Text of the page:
Top 10… Movie Cab Drivers

This week’s Lambcast is another Movie of the Month, and this month the topic of conversation was Martin Scorsese’s Taxi Driver. As such, here’s a rundown of my Top 10 Movie Taxi Drivers:      VVa3lael6qrninjqCHYu8rP9o1_1280

Honourable mention: John McClane & Zeus Carver (Bruce Willis & Samuel L. Jackson), Die Hard With A Vengeance?????????????????????????????????????????????????????????????????????????????????????????????????????????????????????????

OK, technically neither John nor Zeus (who does not look Puerto Rican to me) are taxi drivers, but at various points throughout this New York-set sequel they do drive a taxi, so technically they are taxi drivers, and therefore eligible for this list. I’ve loved Die Hard with a Vengeance since many years before I even saw Die Hard, and I think it’s the bickering relationship between the two that drew me to it. Specifically, I love the scene in which the two must make it across town in a very short amount of time, during rush hour traffic. The solution? drive straight through Central Park, ploughing through cyclists and pedestrians alike. This scene gives way to my favourite line in the film, when Zeus asks if McClane is aiming for the people, he replies “No, well, maybe that mime.” Other great taxi drivers I could have used are the pain in the ass sports fan who Cuba Gooding Jr. is lumbered with in Rat Race, Darwin (Edi Gathegi) the underused evolving mutant in X-Men: First Class, who we first meet driving a cab, Beauregarde from The Great Muppet Caper, Alan Ford in An American Werewolf in London, J B Smoove in Date Night and the terrifying, snarling, grotesgue “Ain’t much better in here, kid” guy from Home Alone 2. Continue reading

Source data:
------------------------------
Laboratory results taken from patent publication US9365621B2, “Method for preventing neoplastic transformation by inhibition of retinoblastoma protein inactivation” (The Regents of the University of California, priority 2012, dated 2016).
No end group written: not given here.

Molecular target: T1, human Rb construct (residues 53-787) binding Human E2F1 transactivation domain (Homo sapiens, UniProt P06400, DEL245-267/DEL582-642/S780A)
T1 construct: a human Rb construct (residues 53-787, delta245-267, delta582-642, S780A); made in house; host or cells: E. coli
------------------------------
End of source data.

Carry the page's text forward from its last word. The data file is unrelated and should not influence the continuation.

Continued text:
Total Recall

I‘m not really a fan of Dick (prolific 60’s science fiction writer Philip K. Dick, of course). I’ve never made it through Blade Runner without falling asleep, admired A Scanner Darkly purely for its innovative visual style and, though I’ve read several of his novels, I find his spontaneous approach to plotting unsatisfying, but I appreciate his visionary concepts and radical yet plausible predictions of the progression of then-modern culture.
Total Recall is based on one of his short stories, We Can Remember It for You Wholesale. In the year 2048, technology has advanced to allow people to be implanted with memories of lives and vacations they otherwise could never experience. Arnold Schwarzenegger’s frustrated Doug Quaid undergoes such a treatment, only for something to go wrong. He awakes to discover the memory he requested may well be of a life that’s already his, but pleasingly this is left slightly open-ended come the conclusion of the film. There are some memorable touches, including robotic taxis, a confrontation behind a giant x-ray, the infamous triple-breasted hooker and a mutant creature growing on a man’s chest, but the overcomplicated plotting, featuring too many twists, betrayals and switched allegiances, leaves the movie far too close to one of Dick’s own novels for my liking, and the cars look as though they were rendered on a PlayStation. That being said, Michael Ironside is gloriously unhinged as bad guy Rictor.
Choose life 6/10